Connect to your Wi-Fi network and then move away from the router while checking the Wi-Fi signal strength icon in the taskbar. Doing this will help you to find the best and worst places for connecting to Wi-Fi in your space.
If you live in a big apartment or house, it can be a good idea to boost your Wi-Fi signal to cover the whole space.
Move to a less-populated location. Many public Wi-Fi hotspots, such as those in food courts and airports, place limits on the number of devices that can connect to it. If Windows 10 won't connect to one of these networks, try relocating to a quieter area with fewer people and try again.
Forget your Wi-Fi network and then re-add it. Sometimes it can be worth removing the Wi-Fi connection that's causing trouble and then re-adding it. After removing the network, restart your Windows 10 computer and try connecting to the network again. You will need your username and password.
Check that you're entering your Wi-Fi password correctly. You can show the Wi-Fi password that you've typed by performing a long click on the eye icon in the password text field.
Manually connect to a network. If your Windows 10 device doesn't automatically connect to a network, you can do so manually. Open the Start Menu and click Settings > Network & Internet > Wi‑Fi > Show available networks and then selecting yours from the list of available connections. Then click Connect.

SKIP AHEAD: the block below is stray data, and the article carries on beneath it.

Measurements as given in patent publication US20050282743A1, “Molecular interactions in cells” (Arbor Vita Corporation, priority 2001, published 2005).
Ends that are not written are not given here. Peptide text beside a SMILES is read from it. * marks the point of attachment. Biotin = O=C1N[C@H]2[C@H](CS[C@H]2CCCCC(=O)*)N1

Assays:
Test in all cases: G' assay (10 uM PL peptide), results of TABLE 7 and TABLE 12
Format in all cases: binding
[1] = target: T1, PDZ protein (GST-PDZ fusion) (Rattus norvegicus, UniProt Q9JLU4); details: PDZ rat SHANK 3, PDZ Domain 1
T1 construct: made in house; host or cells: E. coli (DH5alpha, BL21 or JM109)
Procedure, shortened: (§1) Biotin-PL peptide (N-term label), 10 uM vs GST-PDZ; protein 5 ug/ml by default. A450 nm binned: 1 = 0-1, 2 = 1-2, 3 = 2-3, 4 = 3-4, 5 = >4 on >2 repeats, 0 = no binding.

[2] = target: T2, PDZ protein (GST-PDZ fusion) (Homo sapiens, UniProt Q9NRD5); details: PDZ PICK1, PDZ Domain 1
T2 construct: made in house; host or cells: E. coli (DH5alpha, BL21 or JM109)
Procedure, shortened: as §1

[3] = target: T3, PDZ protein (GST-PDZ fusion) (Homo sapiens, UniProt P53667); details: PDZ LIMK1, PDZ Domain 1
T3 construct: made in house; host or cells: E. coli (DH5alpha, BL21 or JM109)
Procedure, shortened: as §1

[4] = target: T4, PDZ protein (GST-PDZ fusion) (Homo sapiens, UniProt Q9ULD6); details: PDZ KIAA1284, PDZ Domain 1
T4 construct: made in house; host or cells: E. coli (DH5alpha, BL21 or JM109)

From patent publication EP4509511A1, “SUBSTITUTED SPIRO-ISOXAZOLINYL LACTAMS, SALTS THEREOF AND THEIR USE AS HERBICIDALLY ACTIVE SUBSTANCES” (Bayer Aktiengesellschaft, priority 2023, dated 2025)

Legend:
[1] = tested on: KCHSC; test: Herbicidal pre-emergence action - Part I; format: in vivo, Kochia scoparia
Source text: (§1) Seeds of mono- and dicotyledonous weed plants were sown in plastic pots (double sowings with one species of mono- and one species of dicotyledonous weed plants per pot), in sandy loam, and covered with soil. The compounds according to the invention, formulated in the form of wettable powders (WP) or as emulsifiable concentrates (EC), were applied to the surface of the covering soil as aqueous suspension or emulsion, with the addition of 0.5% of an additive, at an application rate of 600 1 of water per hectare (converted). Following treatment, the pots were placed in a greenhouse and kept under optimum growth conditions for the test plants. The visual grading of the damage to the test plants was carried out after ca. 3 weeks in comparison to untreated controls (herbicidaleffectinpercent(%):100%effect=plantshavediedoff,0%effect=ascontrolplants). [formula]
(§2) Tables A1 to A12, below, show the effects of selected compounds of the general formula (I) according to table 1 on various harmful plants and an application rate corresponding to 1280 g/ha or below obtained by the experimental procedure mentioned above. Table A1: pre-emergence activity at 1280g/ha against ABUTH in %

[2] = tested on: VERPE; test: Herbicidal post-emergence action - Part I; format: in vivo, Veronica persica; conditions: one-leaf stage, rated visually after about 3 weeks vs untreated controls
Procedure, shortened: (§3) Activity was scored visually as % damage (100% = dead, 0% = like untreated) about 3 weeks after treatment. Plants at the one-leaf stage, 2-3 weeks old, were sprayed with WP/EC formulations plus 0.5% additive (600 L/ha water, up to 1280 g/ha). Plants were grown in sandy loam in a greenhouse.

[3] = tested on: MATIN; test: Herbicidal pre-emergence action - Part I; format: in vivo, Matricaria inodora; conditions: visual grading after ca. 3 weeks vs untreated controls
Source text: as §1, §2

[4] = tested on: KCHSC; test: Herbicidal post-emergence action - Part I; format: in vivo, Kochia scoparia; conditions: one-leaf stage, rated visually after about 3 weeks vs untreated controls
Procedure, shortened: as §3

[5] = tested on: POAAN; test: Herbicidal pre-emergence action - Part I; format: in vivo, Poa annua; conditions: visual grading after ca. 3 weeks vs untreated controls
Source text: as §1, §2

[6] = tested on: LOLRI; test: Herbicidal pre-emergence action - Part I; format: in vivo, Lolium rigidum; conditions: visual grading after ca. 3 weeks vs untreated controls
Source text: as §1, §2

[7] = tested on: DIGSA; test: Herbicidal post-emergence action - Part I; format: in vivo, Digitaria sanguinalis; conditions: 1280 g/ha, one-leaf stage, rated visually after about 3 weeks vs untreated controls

Restart your Windows 10 computer. Restarting a device can often fix most tech issues including those that prevent you from connecting to a Wi-Fi network.
Check for Windows updates. These updates can fix problems in addition to downloading the latest versions of software and drivers needed to run everything efficiently.
To perform a Windows 10 update, you need Internet access. If you can't connect to your Wi-Fi network, consider using a public Wi-Fi access point with no download limits, take your computer to work, or to a friend's house.
If you decide to use public Wi-Fi, make sure to take the proper precautions before connecting.
Run the Network troubleshooter. All Windows 10 devices have built-in troubleshooter programs that can scan your device for problems, fix them, and offer potential solutions for issues that it detects.
To start the troubleshooter, open the Windows 10 Start Menu and click on Settings > Update & Security > Troubleshoot > Internet Connections > Run the troubleshooter.
Temporarily disable the built-in Windows 10 firewall. A firewall is necessary to protect your Windows 10 device, but the technology has been known to cause conflicts when connecting to a network.